A Veterinary Pathologist with the Western College of Veterinary Medicine says this year's warm spring appears to be helping pigs avoid contracting the flu.
Influenza or flu is a respiratory infection that affects multiple species including pigs and humans.
Dr. Susan Detmer, an Associate Professor in the Department of Veterinary Pathology with the Western College of Veterinary Medicine, says the type of flu we had in humans in North America this winter started out being the pandemic strain which hit over December and early January followed by an H3N2 peak and, in pigs, we started seeing the pandemic strain at the tail end of last year's human flu season but it didn't peak in pigs until this winter.
Clip-Dr. Susan Detmer-Western College of Veterinary Medicine:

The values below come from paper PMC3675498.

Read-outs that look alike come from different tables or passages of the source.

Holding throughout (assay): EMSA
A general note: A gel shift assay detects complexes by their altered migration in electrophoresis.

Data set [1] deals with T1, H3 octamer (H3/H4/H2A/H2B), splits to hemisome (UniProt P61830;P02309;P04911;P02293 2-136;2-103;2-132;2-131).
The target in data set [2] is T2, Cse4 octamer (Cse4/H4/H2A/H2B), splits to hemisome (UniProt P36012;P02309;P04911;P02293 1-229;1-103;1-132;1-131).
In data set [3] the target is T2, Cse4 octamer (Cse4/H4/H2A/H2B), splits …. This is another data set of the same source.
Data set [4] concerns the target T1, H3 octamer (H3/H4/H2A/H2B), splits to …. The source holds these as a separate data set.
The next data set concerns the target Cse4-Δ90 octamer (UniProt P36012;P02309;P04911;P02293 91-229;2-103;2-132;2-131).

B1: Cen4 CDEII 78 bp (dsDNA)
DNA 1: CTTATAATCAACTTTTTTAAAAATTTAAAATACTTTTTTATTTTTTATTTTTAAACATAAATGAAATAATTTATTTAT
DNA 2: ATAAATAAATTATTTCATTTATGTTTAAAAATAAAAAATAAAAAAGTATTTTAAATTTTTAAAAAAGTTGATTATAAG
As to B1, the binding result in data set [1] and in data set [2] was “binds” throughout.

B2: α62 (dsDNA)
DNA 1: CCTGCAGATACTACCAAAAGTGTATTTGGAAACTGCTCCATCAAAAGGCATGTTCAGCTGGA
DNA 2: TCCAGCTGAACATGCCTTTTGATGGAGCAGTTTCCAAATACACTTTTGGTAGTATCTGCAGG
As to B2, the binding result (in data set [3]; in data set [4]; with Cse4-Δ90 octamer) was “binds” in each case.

Typically we have two peaks both in pigs and in humans.
The first peak usually hits by late November into December and the second peak is usually March-April.
They did see more of that trend in the humans this year.
We did not see as much of a second peak in pigs this year and that has a lot to do with the high virulence and rapid spread of the pandemic virus in the pigs.
When you get a new virus introduced into a population of pigs, that virus tends to take over and push everything aside so we didn't see as much of the natural double peak that we normally would see.
We're still waiting for the end of April.
A few years ago we had a late April-May peak so it could still happen but fortunately the weather has improved and ventilation has gone up on pigs farms.
When they have more ventilation going through the barns they have fresher air going through and it helps relieve those flu symptoms and respiratory diseases.
Dr. Detmer says, when we have a nice spring like we've had this year with nice warm weather, we tend to see less respiratory diseases.Source : farmscape